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sharpie lie angle test


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#1 swing the clubhead!

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Posted 14 February 2011 - 04:00 PM

:good: i wonder if anyone could give me some advice.
my ballstriking has been a little erratic lately so i deceided to test my lie angles .i marked my balls with a vertical line with a sharpie pen. the results were not good !
short irons -impact was on the heel but the pen line was vertical.ball flight starting left of target.
middle irons-pretty much centre impact pen line vertical.ball flight a nice draw
long irons and woods-towards the toe pen line vertical.ball flight starting right of target
does it make sense to have different lie angles depending on ballflight or uniform lie angles throughout the whole set?
any help would be more than welcome!!


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#2 muxi87

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Posted 14 February 2011 - 04:04 PM

If the Sharpie line was vertical on the face, that means the lie angle is correct theoretically...

The Sharpie mark would "tilt" one way or the other if the lie angle was wrong...

#3 bppry

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Posted 14 February 2011 - 05:28 PM

Think maybe you should try a different method to check your lie angles. Try putting black electrical tape on your sole and hit off a lie board, plastic impact board. If that is not an option use masking tape on the sole of the club. Take the sharpie and color the tape. Hit off a mat and where the marker is gone is your impact. If it is not center of the sole an adjustment is needed. If you are having someone else adjust the lies they will normally do this with you for just the adjusting charge.

#4 hitsalittle

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Posted 14 February 2011 - 05:47 PM

View Postbppry, on 14 February 2011 - 05:28 PM, said:

Think maybe you should try a different method to check your lie angles. Try putting black electrical tape on your sole and hit off a lie board, plastic impact board. If that is not an option use masking tape on the sole of the club. Take the sharpie and color the tape. Hit off a mat and where the marker is gone is your impact. If it is not center of the sole an adjustment is needed. If you are having someone else adjust the lies they will normally do this with you for just the adjusting charge.

I actually think the black line on a ball method is more accurate - if I went by lie board alone, I would be playing clubs 3 or more degrees more upright than I should

#5 Howard Jones

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Posted 14 February 2011 - 05:53 PM

View Postbppry, on 14 February 2011 - 05:28 PM, said:

Think maybe you should try a different method to check your lie angles. Try putting black electrical tape on your sole and hit off a lie board, plastic impact board. If that is not an option use masking tape on the sole of the club. Take the sharpie and color the tape. Hit off a mat and where the marker is gone is your impact. If it is not center of the sole an adjustment is needed. If you are having someone else adjust the lies they will normally do this with you for just the adjusting charge.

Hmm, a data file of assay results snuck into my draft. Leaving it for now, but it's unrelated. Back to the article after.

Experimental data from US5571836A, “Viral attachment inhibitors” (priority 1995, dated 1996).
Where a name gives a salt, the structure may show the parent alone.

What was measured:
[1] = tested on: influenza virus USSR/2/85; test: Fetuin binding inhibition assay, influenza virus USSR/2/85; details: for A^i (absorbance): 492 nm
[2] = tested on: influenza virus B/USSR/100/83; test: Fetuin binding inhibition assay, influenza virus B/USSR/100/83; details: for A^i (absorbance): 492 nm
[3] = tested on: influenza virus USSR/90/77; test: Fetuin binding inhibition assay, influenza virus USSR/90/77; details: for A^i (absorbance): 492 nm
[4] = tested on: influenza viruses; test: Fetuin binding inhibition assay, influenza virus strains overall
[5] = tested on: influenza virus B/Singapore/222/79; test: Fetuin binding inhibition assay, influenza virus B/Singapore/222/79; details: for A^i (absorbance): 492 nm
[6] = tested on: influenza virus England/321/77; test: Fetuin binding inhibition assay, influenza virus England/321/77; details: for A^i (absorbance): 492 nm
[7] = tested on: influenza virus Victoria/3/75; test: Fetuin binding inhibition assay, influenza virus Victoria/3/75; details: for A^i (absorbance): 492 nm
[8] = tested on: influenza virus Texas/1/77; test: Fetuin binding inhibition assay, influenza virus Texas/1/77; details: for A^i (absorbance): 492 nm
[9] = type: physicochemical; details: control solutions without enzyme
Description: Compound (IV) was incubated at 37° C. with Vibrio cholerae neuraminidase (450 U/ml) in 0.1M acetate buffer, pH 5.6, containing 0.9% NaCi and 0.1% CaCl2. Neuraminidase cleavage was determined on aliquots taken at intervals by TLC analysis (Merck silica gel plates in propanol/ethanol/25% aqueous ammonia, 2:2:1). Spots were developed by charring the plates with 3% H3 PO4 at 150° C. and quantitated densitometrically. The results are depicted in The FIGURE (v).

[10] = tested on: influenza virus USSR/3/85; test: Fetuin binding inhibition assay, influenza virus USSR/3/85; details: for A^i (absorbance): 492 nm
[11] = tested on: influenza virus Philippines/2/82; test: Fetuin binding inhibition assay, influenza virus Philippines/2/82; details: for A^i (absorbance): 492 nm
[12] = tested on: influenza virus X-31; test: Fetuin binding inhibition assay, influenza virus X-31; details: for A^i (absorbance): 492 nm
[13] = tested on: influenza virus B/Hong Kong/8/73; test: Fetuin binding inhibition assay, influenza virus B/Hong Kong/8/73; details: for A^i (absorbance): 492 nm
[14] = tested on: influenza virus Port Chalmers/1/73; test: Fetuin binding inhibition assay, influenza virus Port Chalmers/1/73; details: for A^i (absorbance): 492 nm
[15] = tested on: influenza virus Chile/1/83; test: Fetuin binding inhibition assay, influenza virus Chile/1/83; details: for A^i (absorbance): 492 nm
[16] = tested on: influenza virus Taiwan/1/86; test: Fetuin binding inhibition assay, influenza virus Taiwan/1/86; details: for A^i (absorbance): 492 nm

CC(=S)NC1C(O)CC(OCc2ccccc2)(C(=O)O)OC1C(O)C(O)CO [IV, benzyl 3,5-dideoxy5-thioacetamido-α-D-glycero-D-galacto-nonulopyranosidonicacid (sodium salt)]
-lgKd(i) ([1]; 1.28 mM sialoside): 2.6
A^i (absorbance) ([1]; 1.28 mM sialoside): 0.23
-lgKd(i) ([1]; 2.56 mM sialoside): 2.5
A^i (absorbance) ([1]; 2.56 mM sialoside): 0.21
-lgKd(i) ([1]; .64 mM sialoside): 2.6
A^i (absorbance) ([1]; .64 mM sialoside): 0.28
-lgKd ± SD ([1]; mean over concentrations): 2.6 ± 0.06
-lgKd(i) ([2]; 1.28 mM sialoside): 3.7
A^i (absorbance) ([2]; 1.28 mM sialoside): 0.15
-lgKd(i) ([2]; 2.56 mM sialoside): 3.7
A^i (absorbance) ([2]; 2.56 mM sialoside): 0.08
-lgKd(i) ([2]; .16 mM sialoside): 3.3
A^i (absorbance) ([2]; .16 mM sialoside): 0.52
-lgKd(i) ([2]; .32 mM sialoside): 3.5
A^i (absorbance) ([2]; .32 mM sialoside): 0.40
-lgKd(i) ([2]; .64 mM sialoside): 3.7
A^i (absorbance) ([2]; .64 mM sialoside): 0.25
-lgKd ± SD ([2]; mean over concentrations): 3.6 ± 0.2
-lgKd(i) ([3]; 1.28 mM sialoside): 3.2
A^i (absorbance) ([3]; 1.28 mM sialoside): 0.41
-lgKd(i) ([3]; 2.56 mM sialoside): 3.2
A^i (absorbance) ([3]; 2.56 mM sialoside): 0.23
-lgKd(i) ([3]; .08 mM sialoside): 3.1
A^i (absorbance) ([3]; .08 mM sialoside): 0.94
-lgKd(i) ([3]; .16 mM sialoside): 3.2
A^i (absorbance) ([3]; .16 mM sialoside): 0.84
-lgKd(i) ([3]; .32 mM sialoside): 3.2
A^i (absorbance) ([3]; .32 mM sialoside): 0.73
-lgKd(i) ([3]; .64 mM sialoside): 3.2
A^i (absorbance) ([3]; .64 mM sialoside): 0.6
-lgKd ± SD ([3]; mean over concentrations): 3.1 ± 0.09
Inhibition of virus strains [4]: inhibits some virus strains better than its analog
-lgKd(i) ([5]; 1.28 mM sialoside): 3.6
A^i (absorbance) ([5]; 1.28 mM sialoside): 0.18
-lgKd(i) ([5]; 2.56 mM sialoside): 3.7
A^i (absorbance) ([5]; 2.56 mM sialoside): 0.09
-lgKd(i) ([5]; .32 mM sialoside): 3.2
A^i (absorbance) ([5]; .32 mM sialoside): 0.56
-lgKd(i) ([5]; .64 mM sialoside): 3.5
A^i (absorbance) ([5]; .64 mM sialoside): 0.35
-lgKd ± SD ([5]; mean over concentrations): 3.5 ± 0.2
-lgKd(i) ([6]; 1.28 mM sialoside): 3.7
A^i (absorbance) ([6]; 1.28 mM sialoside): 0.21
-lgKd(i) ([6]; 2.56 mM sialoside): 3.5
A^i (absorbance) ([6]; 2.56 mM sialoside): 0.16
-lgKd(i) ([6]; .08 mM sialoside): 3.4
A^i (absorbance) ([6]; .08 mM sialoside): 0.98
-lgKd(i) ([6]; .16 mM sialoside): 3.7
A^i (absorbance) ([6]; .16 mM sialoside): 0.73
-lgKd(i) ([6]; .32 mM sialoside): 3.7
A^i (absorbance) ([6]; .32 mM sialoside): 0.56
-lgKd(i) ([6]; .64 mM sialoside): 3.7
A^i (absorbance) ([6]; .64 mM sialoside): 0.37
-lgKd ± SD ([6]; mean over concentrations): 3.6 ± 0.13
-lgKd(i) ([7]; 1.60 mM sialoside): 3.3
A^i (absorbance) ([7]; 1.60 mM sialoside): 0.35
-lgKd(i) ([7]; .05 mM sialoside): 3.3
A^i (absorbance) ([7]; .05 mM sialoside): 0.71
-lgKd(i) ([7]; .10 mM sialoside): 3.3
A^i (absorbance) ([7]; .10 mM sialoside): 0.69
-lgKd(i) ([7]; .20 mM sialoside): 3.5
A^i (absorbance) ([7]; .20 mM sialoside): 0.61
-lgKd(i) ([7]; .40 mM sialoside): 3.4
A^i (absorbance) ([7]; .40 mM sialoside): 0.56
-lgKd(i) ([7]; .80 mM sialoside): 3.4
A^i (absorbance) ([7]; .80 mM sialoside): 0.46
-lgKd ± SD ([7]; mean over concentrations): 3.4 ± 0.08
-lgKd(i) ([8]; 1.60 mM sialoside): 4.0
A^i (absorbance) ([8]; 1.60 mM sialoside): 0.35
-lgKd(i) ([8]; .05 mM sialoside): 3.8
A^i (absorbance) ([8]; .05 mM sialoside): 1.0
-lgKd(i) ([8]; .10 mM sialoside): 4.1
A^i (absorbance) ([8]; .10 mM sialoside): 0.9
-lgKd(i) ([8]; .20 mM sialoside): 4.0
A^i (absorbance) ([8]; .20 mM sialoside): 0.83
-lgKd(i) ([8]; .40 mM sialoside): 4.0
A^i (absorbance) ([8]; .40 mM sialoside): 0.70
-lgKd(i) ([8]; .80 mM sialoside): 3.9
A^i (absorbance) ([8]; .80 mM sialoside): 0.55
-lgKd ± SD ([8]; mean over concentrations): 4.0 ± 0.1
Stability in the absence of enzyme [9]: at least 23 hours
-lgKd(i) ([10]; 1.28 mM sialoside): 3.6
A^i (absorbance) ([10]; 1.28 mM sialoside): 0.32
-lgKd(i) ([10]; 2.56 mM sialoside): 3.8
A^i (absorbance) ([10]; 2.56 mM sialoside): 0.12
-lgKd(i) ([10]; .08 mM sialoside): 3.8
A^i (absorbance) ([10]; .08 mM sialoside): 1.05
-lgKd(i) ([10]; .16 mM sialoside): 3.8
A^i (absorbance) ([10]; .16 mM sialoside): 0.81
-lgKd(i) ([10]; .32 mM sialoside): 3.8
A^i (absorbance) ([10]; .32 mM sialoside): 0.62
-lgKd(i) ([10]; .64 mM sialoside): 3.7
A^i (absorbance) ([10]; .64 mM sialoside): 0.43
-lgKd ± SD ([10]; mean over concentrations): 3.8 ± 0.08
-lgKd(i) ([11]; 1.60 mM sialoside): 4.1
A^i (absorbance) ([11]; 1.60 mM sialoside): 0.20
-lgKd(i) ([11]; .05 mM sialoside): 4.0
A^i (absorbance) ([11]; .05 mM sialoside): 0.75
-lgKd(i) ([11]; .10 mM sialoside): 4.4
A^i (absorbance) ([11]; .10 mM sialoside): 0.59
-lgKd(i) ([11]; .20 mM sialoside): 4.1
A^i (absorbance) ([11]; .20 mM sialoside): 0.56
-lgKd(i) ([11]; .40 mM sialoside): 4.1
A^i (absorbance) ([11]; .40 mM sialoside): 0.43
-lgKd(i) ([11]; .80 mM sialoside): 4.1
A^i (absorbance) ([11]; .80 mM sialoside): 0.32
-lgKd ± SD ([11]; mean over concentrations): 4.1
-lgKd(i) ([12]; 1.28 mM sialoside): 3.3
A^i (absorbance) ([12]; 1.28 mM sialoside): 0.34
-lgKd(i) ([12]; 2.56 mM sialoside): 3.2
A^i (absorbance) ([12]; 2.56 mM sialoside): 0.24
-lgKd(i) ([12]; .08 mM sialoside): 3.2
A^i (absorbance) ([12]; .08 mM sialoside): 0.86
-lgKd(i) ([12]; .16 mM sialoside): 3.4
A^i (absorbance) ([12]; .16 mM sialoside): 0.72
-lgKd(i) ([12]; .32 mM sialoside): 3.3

+1 for that

You might use a large plywood plate with space enough for you and the ball (same level)
It want hurt your irons. (use painter masking tape with whiteboard pen colour for the sole)

Measure the score lines wide, and find the mid point. -  MARK IT on the face
- If Contact to the ground is made at the centre  of the sole (your mark) lie angle is perfect
- If contact is made 1/4 inch against the toe, move lie angle 1 degree upright.
- 1/2 inch against the toe is 2* upright.
- 1/4 against heel side means they should be 1* flat
- 1/2 from center against heel side means 2* flat

There is nothing more to it - Never mind where they are, take they to where they belongs.
Play 3-5-7-9 and make your lie angle slope, then adjust all

Edited by Howard Jones, 14 February 2011 - 06:06 PM.


#6 Jc0

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Posted 14 February 2011 - 05:58 PM

If all the lines were vertical wouldn't this be more of a length problem than a lie problem.  Sounds like you need slightly longer long iron and slightly shorter short irons.

#7 Howard Jones

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Posted 14 February 2011 - 06:08 PM

Looking at face marks you are right, but the method might cheat, so use face tape to find club length, not ball marks

- If he comes inside out ball mark will be toe side on face, telling irons is to short.  If he comes outside in they will be heel side, so don't use marks on the ball, use face tape
Marks on the ball ( a cross north to south  - east to west  ) is useful on driver lie angles only, in combination with face tape for length

Edited by Howard Jones, 14 February 2011 - 06:13 PM.


#8 golfpros1

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Posted 14 April 2012 - 10:03 AM